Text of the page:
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New Woodward expose details Afghan policy battles

President Barack Obama delivers remarks at the Congressional Black Caucus Foundation's Legislative Conference Phoenix Awards Dinner in Washington, September 18, 2010. REUTERS/Jonathan Ernst
President Barack Obama delivers remarks at the Congressional Black Caucus Foundation's Legislative Conference Phoenix Awards Dinner in Washington, September 18, 2010. REUTERS/Jonathan Ernst

WASHINGTON (Reuters) - Members of President Barack Obama's national security team have waged an internal battle over Afghan policy that has been marked by bitter infighting, according to a new book by journalist Bob Woodward.

Although many of the internal divisions described are now public knowledge the book, "Obama's Wars," offers new details and suggests the disagreements were more intense than previously known, The New York Times reported on Tuesday.

The newspaper obtained a copy of the book in advance of its scheduled release next Monday.

The book depicts an administration deeply torn over the war in Afghanistan, with some of the president's chief advisers doubtful his new strategy will work and quarreling with each other for much of the past 20 months, the newspaper said.

The book describes Obama as a "professorial president" who assigned "homework" to advisers but bristled at what he saw as military commanders' attempts to force him into a decision to triple troop levels in Afghanistan, the Times reported.

The White House had no comment on disclosures in the book on Tuesday night, the newspaper said.

Woodward, an associate editor at the Washington Post, rose to fame reporting on the Watergate scandal, which led to the registration of President Richard Nixon in 1974.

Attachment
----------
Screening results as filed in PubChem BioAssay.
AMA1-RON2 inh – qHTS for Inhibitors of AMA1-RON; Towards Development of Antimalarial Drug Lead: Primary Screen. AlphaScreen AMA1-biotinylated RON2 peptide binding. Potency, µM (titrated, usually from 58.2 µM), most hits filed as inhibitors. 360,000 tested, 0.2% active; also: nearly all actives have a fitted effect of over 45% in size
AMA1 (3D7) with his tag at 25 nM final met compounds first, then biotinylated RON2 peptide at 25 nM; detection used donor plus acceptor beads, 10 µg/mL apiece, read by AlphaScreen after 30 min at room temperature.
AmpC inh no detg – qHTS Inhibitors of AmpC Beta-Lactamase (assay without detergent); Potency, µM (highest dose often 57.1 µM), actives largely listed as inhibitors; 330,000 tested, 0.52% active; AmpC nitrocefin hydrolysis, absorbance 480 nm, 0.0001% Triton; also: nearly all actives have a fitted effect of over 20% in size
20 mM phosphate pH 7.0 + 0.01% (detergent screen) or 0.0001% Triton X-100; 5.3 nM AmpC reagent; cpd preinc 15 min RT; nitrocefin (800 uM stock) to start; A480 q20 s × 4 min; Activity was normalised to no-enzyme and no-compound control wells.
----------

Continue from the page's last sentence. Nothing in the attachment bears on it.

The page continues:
Among excerpts from the book reported by The New York Times:

* Obama's special envoy for Afghanistan and Pakistan, Richard Holbrooke, is quoted as saying of the strategy that "it can't work."

* Vice President Joe Biden, who also had doubts about the strategy, called Holbrooke "the most egotistical bastard I've ever met."

* A variety of administration officials expressed scorn for Obama's national security adviser, James Jones, while he referred to some of the president's other aides as "the water bugs" or "the Politburo."

* General David Petraeus, now the Afghanistan commander, told a senior aide he disliked talking with David Axelrod, the president's senior adviser, because he was "a complete spin doctor." Petraeus was effectively banned by the administration from the Sunday talk shows but worked private channels with Congress and the news media, the report said.

* Admiral Mike Mullen, chairman of the Joint Chiefs of Staff, thought his deputy, General James Cartwright, went behind his back, while Cartwright dismissed Mullen because he "wasn't a war fighter."

* Defense Secretary Robert Gates worried Jones would be succeeded by his deputy, Thomas Donilon, who he thought would be a "disaster."

The book says Obama concluded from the start that "I have two years with the public on this" and pressed advisers for ways to avoid a big escalation, the Times reported.

"I want an exit strategy," he implored at one meeting, the newspaper reported.

"Obama's Wars," draws upon classified documents and interviews with key players in the administration, including Obama, according to publisher Simon & Schuster, which is owned by CBS Corp.

The Times said the book also discloses that the Central Intelligence Agency has a 3,000-man "covert army" in Afghanistan comprised mostly of Afghans who capture and kill Taliban fighters and seek support in tribal areas.

The Times also said the book discloses the United States has intelligence showing Afghan President Hamid Karzai suffers from manic-depression, and is on medication for the disease.

(Reporting by Joanne Allen; Editing by Todd Eastham)